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Int J Cancer. 2006 Nov 15;119(10):2487-91.

Epigenetic silencing of multiple genes in primary CNS lymphoma.

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The Sidney Kimmel Comprehensive Cancer Center, Johns Hopkins Medical Institutions, Baltimore, MD 21231, USA.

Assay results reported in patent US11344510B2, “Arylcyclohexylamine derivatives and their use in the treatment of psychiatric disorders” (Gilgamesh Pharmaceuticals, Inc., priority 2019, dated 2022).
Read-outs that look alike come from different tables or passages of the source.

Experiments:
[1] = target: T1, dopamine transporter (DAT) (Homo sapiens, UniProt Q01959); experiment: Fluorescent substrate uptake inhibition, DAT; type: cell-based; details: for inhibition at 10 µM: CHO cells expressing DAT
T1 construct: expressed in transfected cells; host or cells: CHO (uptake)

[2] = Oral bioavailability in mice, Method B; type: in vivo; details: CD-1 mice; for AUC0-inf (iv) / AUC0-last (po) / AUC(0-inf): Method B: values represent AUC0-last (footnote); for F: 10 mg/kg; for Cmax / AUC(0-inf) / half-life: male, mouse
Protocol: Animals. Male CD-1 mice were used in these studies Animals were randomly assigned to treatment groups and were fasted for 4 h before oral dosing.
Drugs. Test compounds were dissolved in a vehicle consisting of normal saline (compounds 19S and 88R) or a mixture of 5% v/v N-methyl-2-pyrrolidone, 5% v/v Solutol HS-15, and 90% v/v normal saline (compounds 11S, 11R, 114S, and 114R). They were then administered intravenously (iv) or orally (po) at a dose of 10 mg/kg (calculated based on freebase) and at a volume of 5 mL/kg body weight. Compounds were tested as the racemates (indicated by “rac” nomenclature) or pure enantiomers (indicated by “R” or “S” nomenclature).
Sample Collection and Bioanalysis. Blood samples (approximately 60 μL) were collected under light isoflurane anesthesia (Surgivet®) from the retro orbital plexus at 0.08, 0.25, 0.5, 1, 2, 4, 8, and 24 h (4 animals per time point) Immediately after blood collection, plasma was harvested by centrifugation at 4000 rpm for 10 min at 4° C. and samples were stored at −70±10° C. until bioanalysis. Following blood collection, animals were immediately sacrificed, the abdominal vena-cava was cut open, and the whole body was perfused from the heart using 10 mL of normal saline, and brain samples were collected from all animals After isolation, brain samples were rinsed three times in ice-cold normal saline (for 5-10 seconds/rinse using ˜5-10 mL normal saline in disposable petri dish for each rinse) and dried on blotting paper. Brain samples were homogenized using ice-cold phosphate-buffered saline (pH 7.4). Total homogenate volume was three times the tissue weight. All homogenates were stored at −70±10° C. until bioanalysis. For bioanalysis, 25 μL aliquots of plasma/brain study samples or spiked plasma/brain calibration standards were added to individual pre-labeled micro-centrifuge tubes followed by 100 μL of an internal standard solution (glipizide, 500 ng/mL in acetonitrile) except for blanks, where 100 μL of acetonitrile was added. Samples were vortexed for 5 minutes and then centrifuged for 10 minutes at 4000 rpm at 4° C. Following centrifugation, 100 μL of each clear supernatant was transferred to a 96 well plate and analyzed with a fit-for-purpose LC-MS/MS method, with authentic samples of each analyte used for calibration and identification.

Epigenetic silencing of functionally important genes is important in the development of malignancies and is a source of potential markers for molecular detection. Primary central nervous system lymphoma (PCNSL) is an increasingly common tumor that has not been extensively examined for changes in promoter region methylation. We examined 14 tumor suppressor genes in 25 cases of PCNSL using methylation-specific PCR. Methylation was observed in DAPK (84%), TSP1 (68%), CRBP1 (67%), p16(INK) (4a) (64%), p14(ARF) (59%), MGMT (52%), RARbeta2 (50%), TIMP3 (44%), TIMP2 (42%), p15(INK) (4b) (40%), p73 (28%), hMLH1 (12%), RB1 (8%) and GSTP1 (8%). Promoter methylation of p14(ARF), p16(INK) (4a) and MGMT was correlated with loss of expression by immunohistochemical staining. The methylation of many of these genes in PCNSL is similar to that reported in other high-grade B-cell lymphomas. All 25 cases of PCNSL had methylation of at least 2 genes. Methylation of DAPK, p16(INK) (4a) or MGMT was found in 96% of the tumors, suggesting simple marker strategies to detect circulating methylated DNA in serum that might facilitate early tumor detection. Our study provides insight into the epigenetic alterations in PCNSL and provides potential biomarkers of disease.

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